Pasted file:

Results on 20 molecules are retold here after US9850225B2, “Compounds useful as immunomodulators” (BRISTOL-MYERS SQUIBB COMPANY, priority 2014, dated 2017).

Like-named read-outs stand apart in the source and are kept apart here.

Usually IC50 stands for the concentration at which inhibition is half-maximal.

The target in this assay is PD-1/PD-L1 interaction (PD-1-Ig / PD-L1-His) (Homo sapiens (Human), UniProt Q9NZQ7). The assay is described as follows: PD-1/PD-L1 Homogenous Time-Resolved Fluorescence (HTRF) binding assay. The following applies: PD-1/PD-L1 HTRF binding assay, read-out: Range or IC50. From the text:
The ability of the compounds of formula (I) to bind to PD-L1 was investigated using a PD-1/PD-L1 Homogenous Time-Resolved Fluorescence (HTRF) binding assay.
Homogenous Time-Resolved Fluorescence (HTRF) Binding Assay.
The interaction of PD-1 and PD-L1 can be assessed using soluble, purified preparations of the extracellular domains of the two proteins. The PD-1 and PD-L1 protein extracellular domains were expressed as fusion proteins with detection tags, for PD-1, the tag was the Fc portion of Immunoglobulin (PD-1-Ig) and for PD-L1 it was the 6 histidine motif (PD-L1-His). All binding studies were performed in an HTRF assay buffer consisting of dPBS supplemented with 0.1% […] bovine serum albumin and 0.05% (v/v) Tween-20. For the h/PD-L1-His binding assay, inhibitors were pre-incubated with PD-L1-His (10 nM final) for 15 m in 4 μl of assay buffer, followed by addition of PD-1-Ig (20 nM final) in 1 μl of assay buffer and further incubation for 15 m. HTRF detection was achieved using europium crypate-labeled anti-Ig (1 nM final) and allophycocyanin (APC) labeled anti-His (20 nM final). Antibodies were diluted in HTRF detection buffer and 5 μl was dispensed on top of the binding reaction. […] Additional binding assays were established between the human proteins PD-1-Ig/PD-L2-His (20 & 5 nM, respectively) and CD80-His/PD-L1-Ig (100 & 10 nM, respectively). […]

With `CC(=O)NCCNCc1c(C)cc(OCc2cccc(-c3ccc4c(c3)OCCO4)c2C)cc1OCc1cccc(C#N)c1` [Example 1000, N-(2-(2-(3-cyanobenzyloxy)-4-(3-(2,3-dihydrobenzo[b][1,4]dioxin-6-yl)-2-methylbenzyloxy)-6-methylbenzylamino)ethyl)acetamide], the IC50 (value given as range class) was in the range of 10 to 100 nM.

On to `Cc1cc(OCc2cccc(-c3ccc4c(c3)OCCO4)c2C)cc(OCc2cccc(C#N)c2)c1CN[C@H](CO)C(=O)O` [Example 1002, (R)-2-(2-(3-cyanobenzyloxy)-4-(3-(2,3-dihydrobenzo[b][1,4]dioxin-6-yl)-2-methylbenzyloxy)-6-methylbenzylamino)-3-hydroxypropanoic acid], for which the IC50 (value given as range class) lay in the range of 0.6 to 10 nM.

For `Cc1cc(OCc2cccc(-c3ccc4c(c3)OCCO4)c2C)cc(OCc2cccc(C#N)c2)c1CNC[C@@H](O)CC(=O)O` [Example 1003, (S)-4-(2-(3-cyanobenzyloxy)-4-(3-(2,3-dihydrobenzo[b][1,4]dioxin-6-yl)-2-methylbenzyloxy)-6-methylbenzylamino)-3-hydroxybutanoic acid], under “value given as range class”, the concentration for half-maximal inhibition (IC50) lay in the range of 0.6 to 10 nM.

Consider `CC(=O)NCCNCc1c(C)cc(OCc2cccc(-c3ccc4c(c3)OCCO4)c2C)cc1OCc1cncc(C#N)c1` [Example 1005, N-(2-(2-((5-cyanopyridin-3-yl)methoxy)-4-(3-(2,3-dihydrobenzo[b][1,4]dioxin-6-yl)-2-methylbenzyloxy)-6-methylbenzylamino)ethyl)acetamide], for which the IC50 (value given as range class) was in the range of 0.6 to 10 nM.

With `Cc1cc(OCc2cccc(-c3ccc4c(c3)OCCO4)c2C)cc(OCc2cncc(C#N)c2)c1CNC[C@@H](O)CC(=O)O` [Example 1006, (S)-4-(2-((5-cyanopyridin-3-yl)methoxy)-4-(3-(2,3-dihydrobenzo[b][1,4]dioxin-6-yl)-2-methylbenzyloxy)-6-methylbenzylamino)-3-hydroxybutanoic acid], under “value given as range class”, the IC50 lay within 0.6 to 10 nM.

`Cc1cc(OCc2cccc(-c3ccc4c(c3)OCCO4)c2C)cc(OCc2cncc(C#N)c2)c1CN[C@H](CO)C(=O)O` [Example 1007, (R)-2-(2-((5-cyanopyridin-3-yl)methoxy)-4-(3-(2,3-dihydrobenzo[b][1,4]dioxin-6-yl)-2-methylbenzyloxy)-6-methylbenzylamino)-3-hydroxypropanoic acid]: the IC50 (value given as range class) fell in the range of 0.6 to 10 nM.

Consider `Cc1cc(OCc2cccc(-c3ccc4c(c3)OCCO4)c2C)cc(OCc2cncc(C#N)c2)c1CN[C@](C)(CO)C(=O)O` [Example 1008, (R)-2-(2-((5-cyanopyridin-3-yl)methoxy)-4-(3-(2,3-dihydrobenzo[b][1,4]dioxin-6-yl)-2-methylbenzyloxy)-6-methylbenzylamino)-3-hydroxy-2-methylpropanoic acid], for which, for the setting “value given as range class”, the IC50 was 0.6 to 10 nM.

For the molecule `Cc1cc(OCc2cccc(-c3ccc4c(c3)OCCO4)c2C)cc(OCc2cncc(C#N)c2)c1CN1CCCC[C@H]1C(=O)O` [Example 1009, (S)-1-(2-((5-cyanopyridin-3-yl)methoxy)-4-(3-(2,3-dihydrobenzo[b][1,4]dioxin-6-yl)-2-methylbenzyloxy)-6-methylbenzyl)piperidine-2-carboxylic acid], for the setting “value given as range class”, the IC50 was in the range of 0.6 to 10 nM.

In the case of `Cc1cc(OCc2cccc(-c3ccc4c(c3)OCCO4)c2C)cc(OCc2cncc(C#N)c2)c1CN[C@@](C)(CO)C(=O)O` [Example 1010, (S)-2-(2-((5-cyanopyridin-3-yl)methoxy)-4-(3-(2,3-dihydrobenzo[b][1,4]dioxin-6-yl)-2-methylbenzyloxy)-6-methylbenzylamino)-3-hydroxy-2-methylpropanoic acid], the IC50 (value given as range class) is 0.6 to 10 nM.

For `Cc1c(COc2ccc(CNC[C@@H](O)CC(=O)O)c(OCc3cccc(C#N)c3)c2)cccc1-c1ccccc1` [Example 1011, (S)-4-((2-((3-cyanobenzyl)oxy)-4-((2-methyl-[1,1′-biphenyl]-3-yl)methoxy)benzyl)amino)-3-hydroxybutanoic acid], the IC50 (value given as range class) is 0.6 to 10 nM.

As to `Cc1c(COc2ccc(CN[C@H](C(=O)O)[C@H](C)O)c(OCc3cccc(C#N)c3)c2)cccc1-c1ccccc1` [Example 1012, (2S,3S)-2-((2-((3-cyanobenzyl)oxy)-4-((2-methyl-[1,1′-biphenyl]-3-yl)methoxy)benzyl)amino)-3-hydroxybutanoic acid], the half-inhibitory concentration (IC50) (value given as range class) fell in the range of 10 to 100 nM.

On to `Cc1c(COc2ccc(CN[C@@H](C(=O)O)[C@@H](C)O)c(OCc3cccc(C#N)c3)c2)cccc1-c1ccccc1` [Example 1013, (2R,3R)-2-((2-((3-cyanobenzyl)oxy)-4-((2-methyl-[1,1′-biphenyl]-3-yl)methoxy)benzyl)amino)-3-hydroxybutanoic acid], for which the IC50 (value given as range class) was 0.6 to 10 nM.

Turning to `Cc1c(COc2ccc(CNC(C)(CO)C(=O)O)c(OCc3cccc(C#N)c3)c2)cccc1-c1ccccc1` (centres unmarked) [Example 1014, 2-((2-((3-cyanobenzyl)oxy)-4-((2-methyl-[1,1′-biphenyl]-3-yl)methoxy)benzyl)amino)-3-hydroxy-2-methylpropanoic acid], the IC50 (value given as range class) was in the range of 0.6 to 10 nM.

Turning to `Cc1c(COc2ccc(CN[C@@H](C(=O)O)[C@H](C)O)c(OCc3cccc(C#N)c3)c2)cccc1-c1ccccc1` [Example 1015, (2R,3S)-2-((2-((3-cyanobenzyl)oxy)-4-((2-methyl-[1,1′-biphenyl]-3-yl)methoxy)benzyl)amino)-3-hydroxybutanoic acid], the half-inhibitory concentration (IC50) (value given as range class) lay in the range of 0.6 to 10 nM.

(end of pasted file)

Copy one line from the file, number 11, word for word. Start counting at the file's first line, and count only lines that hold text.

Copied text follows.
Consider `CC(=O)NCCNCc1c(C)cc(OCc2cccc(-c3ccc4c(c3)OCCO4)c2C)cc1OCc1cncc(C#N)c1` [Example 1005, N-(2-(2-((5-cyanopyridin-3-yl)methoxy)-4-(3-(2,3-dihydrobenzo[b][1,4]dioxin-6-yl)-2-methylbenzyloxy)-6-methylbenzylamino)ethyl)acetamide], for which the IC50 (value given as range class) was in the range of 0.6 to 10 nM.